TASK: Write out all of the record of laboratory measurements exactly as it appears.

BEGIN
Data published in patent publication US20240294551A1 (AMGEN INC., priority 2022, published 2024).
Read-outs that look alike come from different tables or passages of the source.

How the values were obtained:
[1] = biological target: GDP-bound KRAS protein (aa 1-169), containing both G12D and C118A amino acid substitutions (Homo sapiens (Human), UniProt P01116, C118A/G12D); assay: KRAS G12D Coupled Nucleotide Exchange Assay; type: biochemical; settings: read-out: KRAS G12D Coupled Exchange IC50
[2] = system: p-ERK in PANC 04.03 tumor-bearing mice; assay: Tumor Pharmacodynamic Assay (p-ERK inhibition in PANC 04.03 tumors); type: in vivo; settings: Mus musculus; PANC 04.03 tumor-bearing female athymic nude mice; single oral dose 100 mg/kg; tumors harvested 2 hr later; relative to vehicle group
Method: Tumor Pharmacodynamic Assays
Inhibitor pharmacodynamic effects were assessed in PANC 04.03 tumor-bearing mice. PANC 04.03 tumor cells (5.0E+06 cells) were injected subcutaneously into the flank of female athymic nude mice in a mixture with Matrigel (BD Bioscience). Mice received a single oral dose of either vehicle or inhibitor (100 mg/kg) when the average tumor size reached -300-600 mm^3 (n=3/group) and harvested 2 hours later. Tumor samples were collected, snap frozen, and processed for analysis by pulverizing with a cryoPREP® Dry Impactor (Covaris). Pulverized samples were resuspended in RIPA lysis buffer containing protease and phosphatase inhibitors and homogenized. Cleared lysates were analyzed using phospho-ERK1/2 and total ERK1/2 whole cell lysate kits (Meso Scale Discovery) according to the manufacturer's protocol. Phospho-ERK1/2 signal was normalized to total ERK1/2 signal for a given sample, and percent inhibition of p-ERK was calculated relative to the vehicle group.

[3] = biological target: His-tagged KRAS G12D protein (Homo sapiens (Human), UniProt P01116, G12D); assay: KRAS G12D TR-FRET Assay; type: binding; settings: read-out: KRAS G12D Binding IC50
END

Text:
Data published in patent publication US20240294551A1 (AMGEN INC., priority 2022, published 2024).
Read-outs that look alike come from different tables or passages of the source.

How the values were obtained:
[1] = biological target: GDP-bound KRAS protein (aa 1-169), containing both G12D and C118A amino acid substitutions (Homo sapiens (Human), UniProt P01116, C118A/G12D); assay: KRAS G12D Coupled Nucleotide Exchange Assay; type: biochemical; settings: read-out: KRAS G12D Coupled Exchange IC50
[2] = system: p-ERK in PANC 04.03 tumor-bearing mice; assay: Tumor Pharmacodynamic Assay (p-ERK inhibition in PANC 04.03 tumors); type: in vivo; settings: Mus musculus; PANC 04.03 tumor-bearing female athymic nude mice; single oral dose 100 mg/kg; tumors harvested 2 hr later; relative to vehicle group
Method: Tumor Pharmacodynamic Assays
Inhibitor pharmacodynamic effects were assessed in PANC 04.03 tumor-bearing mice. PANC 04.03 tumor cells (5.0E+06 cells) were injected subcutaneously into the flank of female athymic nude mice in a mixture with Matrigel (BD Bioscience). Mice received a single oral dose of either vehicle or inhibitor (100 mg/kg) when the average tumor size reached -300-600 mm^3 (n=3/group) and harvested 2 hours later. Tumor samples were collected, snap frozen, and processed for analysis by pulverizing with a cryoPREP® Dry Impactor (Covaris). Pulverized samples were resuspended in RIPA lysis buffer containing protease and phosphatase inhibitors and homogenized. Cleared lysates were analyzed using phospho-ERK1/2 and total ERK1/2 whole cell lysate kits (Meso Scale Discovery) according to the manufacturer's protocol. Phospho-ERK1/2 signal was normalized to total ERK1/2 signal for a given sample, and percent inhibition of p-ERK was calculated relative to the vehicle group.

[3] = biological target: His-tagged KRAS G12D protein (Homo sapiens (Human), UniProt P01116, G12D); assay: KRAS G12D TR-FRET Assay; type: binding; settings: read-out: KRAS G12D Binding IC50